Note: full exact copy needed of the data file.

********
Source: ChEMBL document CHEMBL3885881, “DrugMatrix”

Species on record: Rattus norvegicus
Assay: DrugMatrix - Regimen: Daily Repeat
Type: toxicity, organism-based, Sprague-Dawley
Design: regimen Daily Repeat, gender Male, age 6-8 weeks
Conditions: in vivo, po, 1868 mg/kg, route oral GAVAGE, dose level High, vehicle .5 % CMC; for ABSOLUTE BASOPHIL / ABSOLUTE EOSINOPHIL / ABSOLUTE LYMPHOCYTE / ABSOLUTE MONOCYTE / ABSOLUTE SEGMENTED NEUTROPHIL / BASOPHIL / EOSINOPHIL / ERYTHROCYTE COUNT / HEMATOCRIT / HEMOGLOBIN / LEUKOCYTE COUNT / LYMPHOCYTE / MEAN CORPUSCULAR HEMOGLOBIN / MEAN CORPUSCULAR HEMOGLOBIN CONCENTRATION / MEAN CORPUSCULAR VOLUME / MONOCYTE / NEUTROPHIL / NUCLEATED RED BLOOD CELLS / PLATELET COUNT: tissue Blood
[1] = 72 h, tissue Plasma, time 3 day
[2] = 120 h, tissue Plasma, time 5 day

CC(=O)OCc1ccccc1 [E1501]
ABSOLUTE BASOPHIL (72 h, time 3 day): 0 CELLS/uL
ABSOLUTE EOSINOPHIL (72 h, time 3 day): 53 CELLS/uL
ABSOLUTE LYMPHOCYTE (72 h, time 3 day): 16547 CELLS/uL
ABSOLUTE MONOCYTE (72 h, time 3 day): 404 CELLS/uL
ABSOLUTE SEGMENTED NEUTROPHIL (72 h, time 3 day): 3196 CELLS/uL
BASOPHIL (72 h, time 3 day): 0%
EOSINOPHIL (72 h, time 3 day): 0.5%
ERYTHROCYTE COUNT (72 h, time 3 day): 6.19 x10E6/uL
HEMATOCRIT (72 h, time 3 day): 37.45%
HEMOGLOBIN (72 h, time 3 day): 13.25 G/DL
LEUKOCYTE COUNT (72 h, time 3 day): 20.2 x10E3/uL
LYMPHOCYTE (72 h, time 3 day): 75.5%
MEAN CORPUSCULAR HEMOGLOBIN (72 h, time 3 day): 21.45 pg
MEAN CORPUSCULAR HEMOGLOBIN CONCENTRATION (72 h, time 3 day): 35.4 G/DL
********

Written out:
Source: ChEMBL document CHEMBL3885881, “DrugMatrix”

Species on record: Rattus norvegicus
Assay: DrugMatrix - Regimen: Daily Repeat
Type: toxicity, organism-based, Sprague-Dawley
Design: regimen Daily Repeat, gender Male, age 6-8 weeks
Conditions: in vivo, po, 1868 mg/kg, route oral GAVAGE, dose level High, vehicle .5 % CMC; for ABSOLUTE BASOPHIL / ABSOLUTE EOSINOPHIL / ABSOLUTE LYMPHOCYTE / ABSOLUTE MONOCYTE / ABSOLUTE SEGMENTED NEUTROPHIL / BASOPHIL / EOSINOPHIL / ERYTHROCYTE COUNT / HEMATOCRIT / HEMOGLOBIN / LEUKOCYTE COUNT / LYMPHOCYTE / MEAN CORPUSCULAR HEMOGLOBIN / MEAN CORPUSCULAR HEMOGLOBIN CONCENTRATION / MEAN CORPUSCULAR VOLUME / MONOCYTE / NEUTROPHIL / NUCLEATED RED BLOOD CELLS / PLATELET COUNT: tissue Blood
[1] = 72 h, tissue Plasma, time 3 day
[2] = 120 h, tissue Plasma, time 5 day

CC(=O)OCc1ccccc1 [E1501]
ABSOLUTE BASOPHIL (72 h, time 3 day): 0 CELLS/uL
ABSOLUTE EOSINOPHIL (72 h, time 3 day): 53 CELLS/uL
ABSOLUTE LYMPHOCYTE (72 h, time 3 day): 16547 CELLS/uL
ABSOLUTE MONOCYTE (72 h, time 3 day): 404 CELLS/uL
ABSOLUTE SEGMENTED NEUTROPHIL (72 h, time 3 day): 3196 CELLS/uL
BASOPHIL (72 h, time 3 day): 0%
EOSINOPHIL (72 h, time 3 day): 0.5%
ERYTHROCYTE COUNT (72 h, time 3 day): 6.19 x10E6/uL
HEMATOCRIT (72 h, time 3 day): 37.45%
HEMOGLOBIN (72 h, time 3 day): 13.25 G/DL
LEUKOCYTE COUNT (72 h, time 3 day): 20.2 x10E3/uL
LYMPHOCYTE (72 h, time 3 day): 75.5%
MEAN CORPUSCULAR HEMOGLOBIN (72 h, time 3 day): 21.45 pg
MEAN CORPUSCULAR HEMOGLOBIN CONCENTRATION (72 h, time 3 day): 35.4 G/DL